“You’re so sensitive!”

“You’re being too sensitive.”

Oh are those ever familiar words.  All through my childhood they trailed after me like a tin can tied to the end of my shoelaces, with each step in danger of sending it bouncing across the floor.  The sound of those words clanging along behind me made me wince until I could hardly bear to move from my spot any more.  One day, when the strain of being planted in one spot got to be too much for me, I got wise, cut the string and walked away.  For a long time though, the memory of that ugly sound haunted my steps.   But many, many years of freedom from the constant accusation “you’re too sensitive” faded even that away until I was able to move about my world with an ease I had not dreamed was possible back when I was trying to be quiet and still enough not to send that tin can clattering across the floor.

I am sensitive.  I am very sensitive.  As I explained in the section of my book devoted to part of my spiritual memoir:

I was the sort of kid who felt bad for the fake Santa’s at the mall when little kids would cry in their laps.  An old woman struggling to pull change out of her coin purse in front of my at the grocery store made me tear up.  If the other kids were teasing the girl from special ed classes who smelled funny and dressed badly, I felt compelled to step in to help her even though that was a great way to find out that I also smelled funny and dressed badly.  If you were someone I actually cared about, an angry word or harsh action could wound me down to the depths of my being.

Too sensitive – right?  Only being so sensitive isn’t a design flaw in my personality some would make it out to be.  It’s a main feature of my personality, gifted to me by my maker with great love and care.  It’s the source of all my other giftings.  It’s the reason that I, a white, upper-middle class college girl from the suburbs could go into a juvenile prison and have conversations about God and love and pain and healing with young, minority criminals from the violent projects of Chicago.  Because feelings are the same no matter who you are or what you have been through.  If we have nothing else in common, we are all connected by the experiences of pain and joy and betrayal and fear.  Being sensitive is the reason I knew how to parent a baby so challenging that even my own dear mother dreaded having to watch him for more than a very short time.  He was just doing on the outside what I had often felt on the inside.  So I taught him the lessons I had learned from being such a sensitive person and he will never need to know what it’s like to feel badly simply for being the emotional, sensitive person God made him to be.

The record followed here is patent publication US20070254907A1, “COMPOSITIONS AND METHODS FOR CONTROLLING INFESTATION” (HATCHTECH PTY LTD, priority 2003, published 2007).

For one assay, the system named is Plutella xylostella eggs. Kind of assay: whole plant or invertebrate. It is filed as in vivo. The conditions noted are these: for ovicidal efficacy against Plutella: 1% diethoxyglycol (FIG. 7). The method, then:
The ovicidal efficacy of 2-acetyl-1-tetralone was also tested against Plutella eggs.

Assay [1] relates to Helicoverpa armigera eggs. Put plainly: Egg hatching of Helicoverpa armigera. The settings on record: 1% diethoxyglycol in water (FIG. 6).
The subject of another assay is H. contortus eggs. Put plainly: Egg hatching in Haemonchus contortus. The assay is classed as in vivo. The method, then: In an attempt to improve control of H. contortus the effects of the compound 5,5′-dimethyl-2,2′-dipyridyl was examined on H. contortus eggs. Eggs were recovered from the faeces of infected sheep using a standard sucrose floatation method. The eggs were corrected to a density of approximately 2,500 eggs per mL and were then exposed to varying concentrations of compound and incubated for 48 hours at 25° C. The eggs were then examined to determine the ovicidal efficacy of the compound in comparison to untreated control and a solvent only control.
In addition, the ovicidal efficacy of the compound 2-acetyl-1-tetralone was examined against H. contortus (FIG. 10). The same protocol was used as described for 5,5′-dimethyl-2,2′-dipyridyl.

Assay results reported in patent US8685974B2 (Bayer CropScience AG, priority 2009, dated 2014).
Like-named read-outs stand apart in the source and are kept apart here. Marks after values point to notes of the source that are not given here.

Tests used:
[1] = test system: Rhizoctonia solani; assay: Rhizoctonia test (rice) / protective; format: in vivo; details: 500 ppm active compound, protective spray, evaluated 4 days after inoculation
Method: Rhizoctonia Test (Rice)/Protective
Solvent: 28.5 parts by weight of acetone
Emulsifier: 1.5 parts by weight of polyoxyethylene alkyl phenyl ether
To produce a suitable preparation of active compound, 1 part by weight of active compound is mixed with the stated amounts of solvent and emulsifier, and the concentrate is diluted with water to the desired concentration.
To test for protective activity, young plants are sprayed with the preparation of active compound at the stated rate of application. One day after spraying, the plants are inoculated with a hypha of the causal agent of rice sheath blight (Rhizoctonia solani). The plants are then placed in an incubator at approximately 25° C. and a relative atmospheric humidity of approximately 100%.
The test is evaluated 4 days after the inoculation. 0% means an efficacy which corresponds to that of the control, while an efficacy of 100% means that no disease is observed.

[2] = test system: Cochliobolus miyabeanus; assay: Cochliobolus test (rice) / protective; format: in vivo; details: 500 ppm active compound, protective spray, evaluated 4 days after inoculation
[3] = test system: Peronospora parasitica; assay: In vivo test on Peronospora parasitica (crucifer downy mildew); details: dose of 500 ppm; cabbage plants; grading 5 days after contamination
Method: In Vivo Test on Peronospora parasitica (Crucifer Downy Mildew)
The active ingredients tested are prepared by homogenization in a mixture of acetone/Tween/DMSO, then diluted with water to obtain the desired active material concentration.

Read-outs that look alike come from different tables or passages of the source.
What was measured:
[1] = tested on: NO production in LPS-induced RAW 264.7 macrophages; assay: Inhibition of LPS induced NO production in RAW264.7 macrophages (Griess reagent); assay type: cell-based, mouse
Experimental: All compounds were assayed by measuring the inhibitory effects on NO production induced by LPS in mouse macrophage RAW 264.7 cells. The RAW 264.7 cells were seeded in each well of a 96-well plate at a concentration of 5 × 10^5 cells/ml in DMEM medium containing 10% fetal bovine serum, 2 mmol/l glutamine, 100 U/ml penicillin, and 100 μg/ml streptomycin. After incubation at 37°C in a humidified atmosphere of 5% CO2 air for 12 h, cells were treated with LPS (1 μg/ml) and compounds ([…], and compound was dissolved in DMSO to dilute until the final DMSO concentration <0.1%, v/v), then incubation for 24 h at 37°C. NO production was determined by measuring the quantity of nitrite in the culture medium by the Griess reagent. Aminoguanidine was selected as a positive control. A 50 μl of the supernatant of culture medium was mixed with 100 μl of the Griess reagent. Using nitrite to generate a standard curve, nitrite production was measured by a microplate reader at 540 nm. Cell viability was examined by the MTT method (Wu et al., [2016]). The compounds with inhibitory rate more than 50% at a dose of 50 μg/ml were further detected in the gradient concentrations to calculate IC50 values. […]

It is a gift to be so sensitive.  Because emotions work like curtains pulled open and closed by a cord; as far as they are pulled in one direction, they are be pulled in the other direction as well. The same sensitivity that makes me so vulnerable to hurt also allows me to be open to the joy, peace and wonder that flow with abundance through the simplest parts of everyday life.  In the middle of some misery, I can know that as deep as my suffering is in that moment, that’s how high the joy waiting for me later will be.  Even in my deepest despair, I can hardly avoid experiencing the pull of a child’s love, or the beauty of nature or the pleasure of singing leading me out again.